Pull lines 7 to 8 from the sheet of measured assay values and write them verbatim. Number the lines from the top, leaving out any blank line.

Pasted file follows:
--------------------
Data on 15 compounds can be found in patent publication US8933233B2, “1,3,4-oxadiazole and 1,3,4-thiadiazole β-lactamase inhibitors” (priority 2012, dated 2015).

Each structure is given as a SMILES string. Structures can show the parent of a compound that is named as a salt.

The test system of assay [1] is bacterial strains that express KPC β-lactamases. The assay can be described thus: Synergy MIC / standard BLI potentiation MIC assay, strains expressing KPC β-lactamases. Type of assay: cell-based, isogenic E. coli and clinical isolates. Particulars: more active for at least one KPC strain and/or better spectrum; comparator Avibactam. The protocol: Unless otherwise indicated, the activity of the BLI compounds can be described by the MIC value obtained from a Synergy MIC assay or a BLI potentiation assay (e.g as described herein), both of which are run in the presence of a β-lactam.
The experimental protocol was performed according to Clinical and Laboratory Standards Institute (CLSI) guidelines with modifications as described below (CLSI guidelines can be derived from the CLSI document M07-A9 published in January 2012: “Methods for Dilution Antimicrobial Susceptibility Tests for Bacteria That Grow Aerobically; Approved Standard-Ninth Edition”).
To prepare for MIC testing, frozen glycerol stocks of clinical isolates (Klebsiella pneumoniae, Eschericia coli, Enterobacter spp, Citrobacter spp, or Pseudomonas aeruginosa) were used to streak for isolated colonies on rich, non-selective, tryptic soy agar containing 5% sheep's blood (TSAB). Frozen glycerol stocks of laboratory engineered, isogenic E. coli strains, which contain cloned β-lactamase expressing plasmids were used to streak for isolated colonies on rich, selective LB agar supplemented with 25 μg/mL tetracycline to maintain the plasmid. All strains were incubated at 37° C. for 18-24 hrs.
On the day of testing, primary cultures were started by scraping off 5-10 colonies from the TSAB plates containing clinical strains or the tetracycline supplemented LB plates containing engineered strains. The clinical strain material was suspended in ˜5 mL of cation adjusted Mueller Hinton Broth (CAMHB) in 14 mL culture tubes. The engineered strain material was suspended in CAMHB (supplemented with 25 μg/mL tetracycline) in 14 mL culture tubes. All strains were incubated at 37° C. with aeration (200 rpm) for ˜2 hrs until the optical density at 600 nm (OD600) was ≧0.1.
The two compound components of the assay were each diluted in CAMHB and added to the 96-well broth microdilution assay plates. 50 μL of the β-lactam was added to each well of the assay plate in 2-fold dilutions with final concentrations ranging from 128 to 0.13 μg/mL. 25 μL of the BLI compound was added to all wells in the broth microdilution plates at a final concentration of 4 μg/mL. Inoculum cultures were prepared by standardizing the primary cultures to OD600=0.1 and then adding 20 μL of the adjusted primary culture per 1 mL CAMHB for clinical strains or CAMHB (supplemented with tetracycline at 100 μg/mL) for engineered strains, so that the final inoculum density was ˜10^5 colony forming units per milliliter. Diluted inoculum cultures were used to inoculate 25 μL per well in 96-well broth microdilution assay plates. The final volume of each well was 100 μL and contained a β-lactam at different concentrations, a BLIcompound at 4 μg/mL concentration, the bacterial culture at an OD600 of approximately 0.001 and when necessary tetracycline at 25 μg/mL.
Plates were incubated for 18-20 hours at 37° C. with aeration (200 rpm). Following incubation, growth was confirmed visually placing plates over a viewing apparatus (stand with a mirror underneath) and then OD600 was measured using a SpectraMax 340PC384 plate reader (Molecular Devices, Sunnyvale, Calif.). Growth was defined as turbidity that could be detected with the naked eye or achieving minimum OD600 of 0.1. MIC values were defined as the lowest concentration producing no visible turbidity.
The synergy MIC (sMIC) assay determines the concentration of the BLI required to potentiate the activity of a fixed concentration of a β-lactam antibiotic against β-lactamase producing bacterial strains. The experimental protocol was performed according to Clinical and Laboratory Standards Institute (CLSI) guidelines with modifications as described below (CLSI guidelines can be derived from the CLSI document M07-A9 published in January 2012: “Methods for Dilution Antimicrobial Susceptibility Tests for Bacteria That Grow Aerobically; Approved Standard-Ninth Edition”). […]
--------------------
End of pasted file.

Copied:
The two compound components of the assay were each diluted in CAMHB and added to the 96-well broth microdilution assay plates. 50 μL of the β-lactam was added to each well of the assay plate in 2-fold dilutions with final concentrations ranging from 128 to 0.13 μg/mL. 25 μL of the BLI compound was added to all wells in the broth microdilution plates at a final concentration of 4 μg/mL. Inoculum cultures were prepared by standardizing the primary cultures to OD600=0.1 and then adding 20 μL of the adjusted primary culture per 1 mL CAMHB for clinical strains or CAMHB (supplemented with tetracycline at 100 μg/mL) for engineered strains, so that the final inoculum density was ˜10^5 colony forming units per milliliter. Diluted inoculum cultures were used to inoculate 25 μL per well in 96-well broth microdilution assay plates. The final volume of each well was 100 μL and contained a β-lactam at different concentrations, a BLIcompound at 4 μg/mL concentration, the bacterial culture at an OD600 of approximately 0.001 and when necessary tetracycline at 25 μg/mL.
Plates were incubated for 18-20 hours at 37° C. with aeration (200 rpm). Following incubation, growth was confirmed visually placing plates over a viewing apparatus (stand with a mirror underneath) and then OD600 was measured using a SpectraMax 340PC384 plate reader (Molecular Devices, Sunnyvale, Calif.). Growth was defined as turbidity that could be detected with the naked eye or achieving minimum OD600 of 0.1. MIC values were defined as the lowest concentration producing no visible turbidity.